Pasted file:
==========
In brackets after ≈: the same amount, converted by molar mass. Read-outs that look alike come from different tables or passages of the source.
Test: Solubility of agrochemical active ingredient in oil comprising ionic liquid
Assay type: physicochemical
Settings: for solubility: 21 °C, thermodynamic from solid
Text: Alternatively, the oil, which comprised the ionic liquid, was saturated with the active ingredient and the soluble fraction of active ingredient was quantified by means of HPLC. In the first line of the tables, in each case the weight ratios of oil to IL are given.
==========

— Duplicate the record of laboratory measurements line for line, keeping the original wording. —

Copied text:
In brackets after ≈: the same amount, converted by molar mass. Read-outs that look alike come from different tables or passages of the source.
Test: Solubility of agrochemical active ingredient in oil comprising ionic liquid
Assay type: physicochemical
Settings: for solubility: 21 °C, thermodynamic from solid
Text: Alternatively, the oil, which comprised the ionic liquid, was saturated with the active ingredient and the soluble fraction of active ingredient was quantified by means of HPLC. In the first line of the tables, in each case the weight ratios of oil to IL are given.